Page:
The Most Haunted Texan in Scotland

We should point out that these are not actually bedtime stories for your children.  

However if you like to hear Scottish ghost stories in a thick Scottish accent, really the only way to hear them, then tune in to Episode 12 of the podcast and listen to Scottish story teller Calumn Lykan tell a haunting tale about when he was a ghost tour guide back in Edinburgh

 

Catherine’s Canada 150 Bus Project

Catherine Mitchell

Image borrowed from Swerve Magazine article (click to view)

One of the best parts of working for Capturing Legacies is we get to meet some of the most amazing people.  Our first client, Catherine Mitchell, who made her life story viewable to the public in our Self-Guided Life Story Application is now embarking on a new and very interesting project.

Catherine has started her own blog and is documenting her travels each day on Calgary Transit from route #1 through route #150 in celebration of Canada’s 150th Birthday.  Please subscribe to her blog and have a read from her first post on July 1st, 2017 where she climbed aboard bus route #1 and rode it through it’s entire loop.   Describing what she saw and her memories from years passed.

Catherine definitely understands the importance of history and storytelling.  When are you going to begin telling of your great adventures?  Contact us today and we will help you get started.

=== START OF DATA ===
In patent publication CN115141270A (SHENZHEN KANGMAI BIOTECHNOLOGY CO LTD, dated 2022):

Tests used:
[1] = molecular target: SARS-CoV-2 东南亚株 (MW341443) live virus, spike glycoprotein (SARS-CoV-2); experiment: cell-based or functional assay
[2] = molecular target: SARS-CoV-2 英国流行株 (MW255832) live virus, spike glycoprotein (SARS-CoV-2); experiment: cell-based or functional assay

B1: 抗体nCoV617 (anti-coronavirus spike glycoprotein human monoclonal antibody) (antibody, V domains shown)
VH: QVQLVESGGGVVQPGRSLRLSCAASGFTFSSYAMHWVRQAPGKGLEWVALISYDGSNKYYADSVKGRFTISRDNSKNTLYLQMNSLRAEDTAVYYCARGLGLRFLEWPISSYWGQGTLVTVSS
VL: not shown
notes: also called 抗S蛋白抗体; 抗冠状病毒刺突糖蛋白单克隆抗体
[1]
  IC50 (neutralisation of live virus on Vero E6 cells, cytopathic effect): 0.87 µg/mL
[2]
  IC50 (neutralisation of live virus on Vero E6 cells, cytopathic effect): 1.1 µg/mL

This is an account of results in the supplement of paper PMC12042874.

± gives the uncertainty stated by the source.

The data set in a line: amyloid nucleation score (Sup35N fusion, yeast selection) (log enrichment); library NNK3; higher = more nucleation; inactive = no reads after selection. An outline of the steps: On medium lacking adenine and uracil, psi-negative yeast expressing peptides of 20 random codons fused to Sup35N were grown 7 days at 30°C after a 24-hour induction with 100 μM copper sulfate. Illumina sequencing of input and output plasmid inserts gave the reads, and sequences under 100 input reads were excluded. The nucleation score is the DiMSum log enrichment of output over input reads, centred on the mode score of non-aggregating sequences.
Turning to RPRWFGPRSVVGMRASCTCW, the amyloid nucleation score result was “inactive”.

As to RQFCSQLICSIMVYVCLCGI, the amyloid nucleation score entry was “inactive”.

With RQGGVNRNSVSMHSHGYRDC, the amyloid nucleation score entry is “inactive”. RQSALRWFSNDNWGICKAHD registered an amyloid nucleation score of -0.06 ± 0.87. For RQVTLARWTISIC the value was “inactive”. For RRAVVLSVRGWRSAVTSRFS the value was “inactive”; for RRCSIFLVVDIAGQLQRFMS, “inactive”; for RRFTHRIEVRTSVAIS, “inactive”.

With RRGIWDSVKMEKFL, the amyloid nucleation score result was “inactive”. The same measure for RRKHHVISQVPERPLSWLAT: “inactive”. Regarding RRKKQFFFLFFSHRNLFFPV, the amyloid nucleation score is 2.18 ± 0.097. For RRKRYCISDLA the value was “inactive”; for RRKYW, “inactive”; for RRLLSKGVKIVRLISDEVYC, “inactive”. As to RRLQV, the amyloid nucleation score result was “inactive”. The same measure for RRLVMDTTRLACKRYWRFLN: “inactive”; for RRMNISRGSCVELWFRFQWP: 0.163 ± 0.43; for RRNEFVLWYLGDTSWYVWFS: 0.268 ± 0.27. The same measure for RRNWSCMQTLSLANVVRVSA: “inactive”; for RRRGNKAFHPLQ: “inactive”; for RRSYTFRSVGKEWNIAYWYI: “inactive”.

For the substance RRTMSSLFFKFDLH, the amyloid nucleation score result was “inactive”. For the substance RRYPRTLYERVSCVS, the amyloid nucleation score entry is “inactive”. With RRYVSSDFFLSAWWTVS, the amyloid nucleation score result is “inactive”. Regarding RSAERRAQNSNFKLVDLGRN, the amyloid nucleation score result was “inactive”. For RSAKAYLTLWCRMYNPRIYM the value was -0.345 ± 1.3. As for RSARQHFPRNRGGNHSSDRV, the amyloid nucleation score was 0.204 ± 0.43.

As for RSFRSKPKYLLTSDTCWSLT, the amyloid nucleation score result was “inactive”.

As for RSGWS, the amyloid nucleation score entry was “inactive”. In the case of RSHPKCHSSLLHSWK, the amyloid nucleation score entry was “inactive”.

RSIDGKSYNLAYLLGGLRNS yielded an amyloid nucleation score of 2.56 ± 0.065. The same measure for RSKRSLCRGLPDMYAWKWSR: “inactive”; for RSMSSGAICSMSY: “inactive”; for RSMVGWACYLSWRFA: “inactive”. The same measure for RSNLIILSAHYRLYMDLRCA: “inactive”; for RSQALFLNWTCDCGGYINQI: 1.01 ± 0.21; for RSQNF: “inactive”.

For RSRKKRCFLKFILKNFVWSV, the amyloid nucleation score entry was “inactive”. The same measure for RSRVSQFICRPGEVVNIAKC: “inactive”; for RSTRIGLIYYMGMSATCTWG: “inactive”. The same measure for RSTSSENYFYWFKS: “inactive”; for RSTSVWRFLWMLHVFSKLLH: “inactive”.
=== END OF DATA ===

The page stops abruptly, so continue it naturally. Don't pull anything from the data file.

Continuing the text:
We are really enjoying your new project Catherine, and we look forward to hearing more of your great adventures!!!

 

 

Gord Gillies Gets Out Of His Comfort Zone

We visited the Global Television station to interview Gord Gillies for our Ed Whalen Life Story Project and he was happy to share a personal story with us for our A Story Not Forgotten Podcast.

Check out all the podcast episodes at: A Story Not Forgotten Podcast

If you would like to tell us your story for an upcoming episode, please let us know.

 

The Birth of Harvey The Hound

Listen to episode 10 of our podcast, A Story Not Forgotten, to hear from creator Grant Kelba the story of how the Calgary Flames NHL Team got their beloved mascot: Harvey The Hound.

A Tale of Two Binders

Please check out episode 9 of the A Story Not Forgotten Podcast where Liam sits down with Robert L. Angus, owner of Octavia Book Bindery who tells a meaningful story from his early days where he tried to play nice, but ultimately had no choice but to lay the hammer down on an Olympic wrestler and put him out of business for good.